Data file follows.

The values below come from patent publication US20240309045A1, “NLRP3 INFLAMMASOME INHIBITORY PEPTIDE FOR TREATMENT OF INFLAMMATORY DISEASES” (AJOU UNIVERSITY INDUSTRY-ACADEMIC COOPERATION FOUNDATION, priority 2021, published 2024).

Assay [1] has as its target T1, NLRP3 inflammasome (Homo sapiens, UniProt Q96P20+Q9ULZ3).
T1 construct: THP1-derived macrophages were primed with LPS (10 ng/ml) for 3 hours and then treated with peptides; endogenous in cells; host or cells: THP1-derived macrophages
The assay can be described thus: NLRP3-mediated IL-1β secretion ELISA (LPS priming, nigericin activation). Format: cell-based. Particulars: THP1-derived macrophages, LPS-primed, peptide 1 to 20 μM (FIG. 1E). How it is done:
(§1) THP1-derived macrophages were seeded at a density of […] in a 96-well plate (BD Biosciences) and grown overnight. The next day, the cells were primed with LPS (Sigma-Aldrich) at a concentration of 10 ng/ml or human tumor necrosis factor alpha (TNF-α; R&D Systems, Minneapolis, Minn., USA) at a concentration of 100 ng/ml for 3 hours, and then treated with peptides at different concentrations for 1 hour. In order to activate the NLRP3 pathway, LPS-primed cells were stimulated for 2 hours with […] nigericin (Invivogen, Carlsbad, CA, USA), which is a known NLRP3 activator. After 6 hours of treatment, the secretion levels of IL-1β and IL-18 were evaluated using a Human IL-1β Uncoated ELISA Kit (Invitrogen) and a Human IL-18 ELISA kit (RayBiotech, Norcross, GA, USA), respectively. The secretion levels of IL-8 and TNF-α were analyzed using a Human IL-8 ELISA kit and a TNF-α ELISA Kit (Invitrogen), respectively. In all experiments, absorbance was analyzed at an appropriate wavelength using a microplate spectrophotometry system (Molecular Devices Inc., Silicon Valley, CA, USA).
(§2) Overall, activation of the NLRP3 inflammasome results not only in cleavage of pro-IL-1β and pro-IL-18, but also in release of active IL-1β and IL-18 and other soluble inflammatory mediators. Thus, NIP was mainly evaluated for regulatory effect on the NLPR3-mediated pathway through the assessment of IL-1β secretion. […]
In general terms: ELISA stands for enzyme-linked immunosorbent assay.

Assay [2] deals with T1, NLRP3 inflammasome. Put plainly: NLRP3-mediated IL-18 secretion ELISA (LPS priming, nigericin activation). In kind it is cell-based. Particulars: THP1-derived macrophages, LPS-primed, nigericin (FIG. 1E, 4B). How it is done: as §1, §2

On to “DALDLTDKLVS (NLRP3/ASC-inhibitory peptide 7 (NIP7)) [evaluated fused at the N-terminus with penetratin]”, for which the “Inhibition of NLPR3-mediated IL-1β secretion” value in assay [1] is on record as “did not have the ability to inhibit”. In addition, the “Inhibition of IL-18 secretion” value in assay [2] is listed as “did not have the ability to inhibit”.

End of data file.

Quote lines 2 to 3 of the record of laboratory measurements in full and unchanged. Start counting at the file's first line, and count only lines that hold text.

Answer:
Assay [1] has as its target T1, NLRP3 inflammasome (Homo sapiens, UniProt Q96P20+Q9ULZ3).
T1 construct: THP1-derived macrophages were primed with LPS (10 ng/ml) for 3 hours and then treated with peptides; endogenous in cells; host or cells: THP1-derived macrophages